In 2017, the land-locked country joined 20 other African nations in a pledge to restore 100 million hectares of land by 2030. As part of that commitment, Prime Minister Abiy Ahmed launched The Green Legacy initiative, which shattered the world record for most trees planted in a day, previously held by India with 66 million.

In a recent study, researchers from the Swiss university ETH Zurich found that reforestation could be the most effective, cheapest way to take on climate change.

According to their findings, restoring forests could capture an estimated 205 billion tons of carbon or two-thirds of the carbon released into the atmosphere as a result of human activity.

Furthermore, they concluded that the land best suited for this reforestation is in Russia (151 million hectares), USA (103 million), Canada (78 million), Australia (58 million), Brazil (50 million), and China (40 million).

The authors note that planting trees would not be a quick-fix for climate change, and could take decades to reach this carbon-capturing potential. Plus, from my own experience planting trees in my yard, I can confirm that growing trees do indeed take mad long.

They say that the best short-term solution would be to stop deforestation, which claims 15 billion trees per year, and according to the World Wildlife Fund is responsible for more than 15% of global greenhouse gases.

In the meantime, other countries have committed to massive tree-planting initiatives. Australia announced it would plant 1 billion trees by 2030; China’s “Great Green Wall” (lol) program has planted more than 50 billion trees. Additionally, the Bonn Challenge aims to restore more than 350 million hectares of degraded land globally by 2030.

Ethiopia has plans to plant more than four billion trees by Oct. We could stand to follow their example.

The last season of ‘OITNB’ is here: Will we miss Netflix’s first big hit?

On July 26, Netflix released its last season of OITNB to little fanfare, a muted rollout for one of the most important shows of our current era. Not only did it put Netflix on the map, giving the streaming giant its first it and award-winning series.

It also told a story unlike any we’d seen on TV before. Some of the show’s stars recently spoke about its cultural impact on the Today Show.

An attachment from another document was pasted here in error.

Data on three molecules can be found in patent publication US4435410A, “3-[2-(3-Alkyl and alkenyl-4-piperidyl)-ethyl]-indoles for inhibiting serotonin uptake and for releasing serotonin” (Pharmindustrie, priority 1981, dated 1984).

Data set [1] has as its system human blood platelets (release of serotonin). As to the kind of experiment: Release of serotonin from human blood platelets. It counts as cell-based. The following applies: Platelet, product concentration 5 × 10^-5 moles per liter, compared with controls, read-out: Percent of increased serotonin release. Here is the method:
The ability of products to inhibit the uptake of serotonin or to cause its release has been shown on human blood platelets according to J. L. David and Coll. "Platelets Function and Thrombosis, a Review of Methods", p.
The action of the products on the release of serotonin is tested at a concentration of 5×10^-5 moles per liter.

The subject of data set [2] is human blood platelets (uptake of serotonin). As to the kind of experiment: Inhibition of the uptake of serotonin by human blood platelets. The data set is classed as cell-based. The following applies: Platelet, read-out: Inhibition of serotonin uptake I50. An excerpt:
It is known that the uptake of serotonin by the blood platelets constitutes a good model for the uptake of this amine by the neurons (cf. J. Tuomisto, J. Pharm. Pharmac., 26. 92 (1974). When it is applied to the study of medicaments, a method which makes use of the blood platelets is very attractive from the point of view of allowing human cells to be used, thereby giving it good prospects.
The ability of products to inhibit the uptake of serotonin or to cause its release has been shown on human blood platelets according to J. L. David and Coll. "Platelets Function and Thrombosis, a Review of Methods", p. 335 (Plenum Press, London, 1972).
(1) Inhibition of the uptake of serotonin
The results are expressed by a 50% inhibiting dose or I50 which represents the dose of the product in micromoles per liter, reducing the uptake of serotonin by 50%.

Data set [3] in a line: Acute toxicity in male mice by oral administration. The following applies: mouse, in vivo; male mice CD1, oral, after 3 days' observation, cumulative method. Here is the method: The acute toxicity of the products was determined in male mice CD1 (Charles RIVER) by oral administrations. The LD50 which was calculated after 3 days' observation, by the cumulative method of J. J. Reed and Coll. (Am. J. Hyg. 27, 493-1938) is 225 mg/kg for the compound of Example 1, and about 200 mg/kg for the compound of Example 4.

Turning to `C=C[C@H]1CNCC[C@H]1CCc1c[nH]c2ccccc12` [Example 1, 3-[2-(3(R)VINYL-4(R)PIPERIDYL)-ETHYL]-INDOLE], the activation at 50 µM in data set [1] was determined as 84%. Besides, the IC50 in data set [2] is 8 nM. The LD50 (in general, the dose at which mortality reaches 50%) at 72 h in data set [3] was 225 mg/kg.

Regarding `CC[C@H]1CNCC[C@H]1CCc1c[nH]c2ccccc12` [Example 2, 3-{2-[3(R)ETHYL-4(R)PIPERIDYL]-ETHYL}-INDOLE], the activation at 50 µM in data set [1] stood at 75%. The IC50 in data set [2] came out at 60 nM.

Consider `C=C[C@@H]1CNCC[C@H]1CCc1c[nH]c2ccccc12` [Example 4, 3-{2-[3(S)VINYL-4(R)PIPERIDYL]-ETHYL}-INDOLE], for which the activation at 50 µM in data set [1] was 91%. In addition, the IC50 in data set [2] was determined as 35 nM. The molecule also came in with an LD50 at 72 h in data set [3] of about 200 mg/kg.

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In an adaptation of Orange is the New Black: My Year in a Women’s Prison, we first experienced the Litchfield minimum-security prison through the eyes of Piper Chapman (Taylor Schilling), a privileged white woman loosely based on the author.

But it soon became clear that Piper– despite her storyline with her on-off flame Alex (Laura Prepon), who was serving time in the same prison– was a vehicle for us to meet a far more compelling cast of characters.

There was Taystee (Danielle Brooks), who had grown up in the foster care system and was now caught up in the prison system. Released on parole, she was later brought back to jail, having violated it to make ends meet. It’s another important lesson about how the system fails to reintegrate former inmates into society and how it sets them up to land right back behind bars.

Yet Taystee was always funny– joyous, even– and worked in the prison library with her best friend, Poussey (Samira Wiley).

That came grinding to a halt when Poussey was killed by a guard, choked in a moment with unmistakable parallels to “I can’t breathe.”

Later, Taystee was framed for the death of another prison guard, forced to serve a life sentence for a crime she didn’t commit. But she ultimately found purpose, creating the Poussey Washington fund– which is a real thing.


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Another indelible character was Daya (Dascha Polanco), who had a strained (to say the least) relationship with her mother, imprisoned alongside her. Daya had one of the most intense storylines on the show — striking up a relationship with a prison guard, ultimately becoming pregnant and giving birth to his child.

On the season devoted to Litchfield’s prison riots, the final, swirling image features Daya pointing a gun at a sadistic guard, her fellow inmates chanting at her to take the man’s life.

Who could forget Uzo Aduba’s award-winning portrayal of Suzanne “Crazy Eyes” Warren? The strong character was an inmate who suffered from mental illness, and who began the show as an unsettling presence. And an inmate determined to make Piper her prison wife.

But Suzanne, too, received a well-rounded storyline, assisted by the show’s device of giving each of its main characters a flashback episode, revealing their lives before prison and how they ended up there.

The show also told the vital story of Sophia Burset (Laverne Cox), a transgender woman who deals with transphobia in the prison, but who also hosts a makeshift beauty shop. Transgender women are incarcerated at shockingly high levels and are often placed in men’s prisons, where they are subject to intense violence.

At one point, Sophia is denied her hormones, completely destabilizing her transition.